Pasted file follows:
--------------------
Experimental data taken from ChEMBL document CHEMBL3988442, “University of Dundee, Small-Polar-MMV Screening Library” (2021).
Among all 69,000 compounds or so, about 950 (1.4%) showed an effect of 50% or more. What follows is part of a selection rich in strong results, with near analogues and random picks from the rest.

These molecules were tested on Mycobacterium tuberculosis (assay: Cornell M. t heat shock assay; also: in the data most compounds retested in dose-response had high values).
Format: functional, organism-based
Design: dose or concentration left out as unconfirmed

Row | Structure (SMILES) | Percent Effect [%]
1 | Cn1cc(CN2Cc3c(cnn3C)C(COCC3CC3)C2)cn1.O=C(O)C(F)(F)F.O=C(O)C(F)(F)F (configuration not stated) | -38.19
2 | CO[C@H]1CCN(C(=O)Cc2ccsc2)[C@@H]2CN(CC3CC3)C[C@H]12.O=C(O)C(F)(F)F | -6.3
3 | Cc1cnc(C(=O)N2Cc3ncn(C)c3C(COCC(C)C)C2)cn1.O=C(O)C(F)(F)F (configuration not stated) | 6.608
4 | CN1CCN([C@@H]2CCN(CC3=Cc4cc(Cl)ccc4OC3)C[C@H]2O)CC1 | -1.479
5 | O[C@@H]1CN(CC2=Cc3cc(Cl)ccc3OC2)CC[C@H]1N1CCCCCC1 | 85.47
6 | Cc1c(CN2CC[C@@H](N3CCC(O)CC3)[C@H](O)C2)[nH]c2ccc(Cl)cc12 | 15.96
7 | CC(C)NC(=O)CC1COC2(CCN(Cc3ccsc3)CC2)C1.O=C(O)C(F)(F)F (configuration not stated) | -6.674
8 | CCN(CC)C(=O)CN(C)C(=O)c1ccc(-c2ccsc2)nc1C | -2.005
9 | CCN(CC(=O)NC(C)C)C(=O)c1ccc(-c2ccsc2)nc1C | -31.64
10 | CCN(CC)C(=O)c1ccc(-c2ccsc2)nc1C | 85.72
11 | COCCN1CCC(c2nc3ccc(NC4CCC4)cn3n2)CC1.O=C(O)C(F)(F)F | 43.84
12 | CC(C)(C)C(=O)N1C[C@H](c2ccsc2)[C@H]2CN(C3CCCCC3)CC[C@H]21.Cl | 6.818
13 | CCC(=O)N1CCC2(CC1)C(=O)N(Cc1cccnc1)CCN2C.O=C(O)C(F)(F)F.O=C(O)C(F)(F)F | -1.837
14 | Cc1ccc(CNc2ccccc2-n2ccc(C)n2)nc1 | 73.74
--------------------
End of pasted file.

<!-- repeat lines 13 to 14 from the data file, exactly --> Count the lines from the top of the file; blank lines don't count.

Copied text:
7 | CC(C)NC(=O)CC1COC2(CCN(Cc3ccsc3)CC2)C1.O=C(O)C(F)(F)F (configuration not stated) | -6.674
8 | CCN(CC)C(=O)CN(C)C(=O)c1ccc(-c2ccsc2)nc1C | -2.005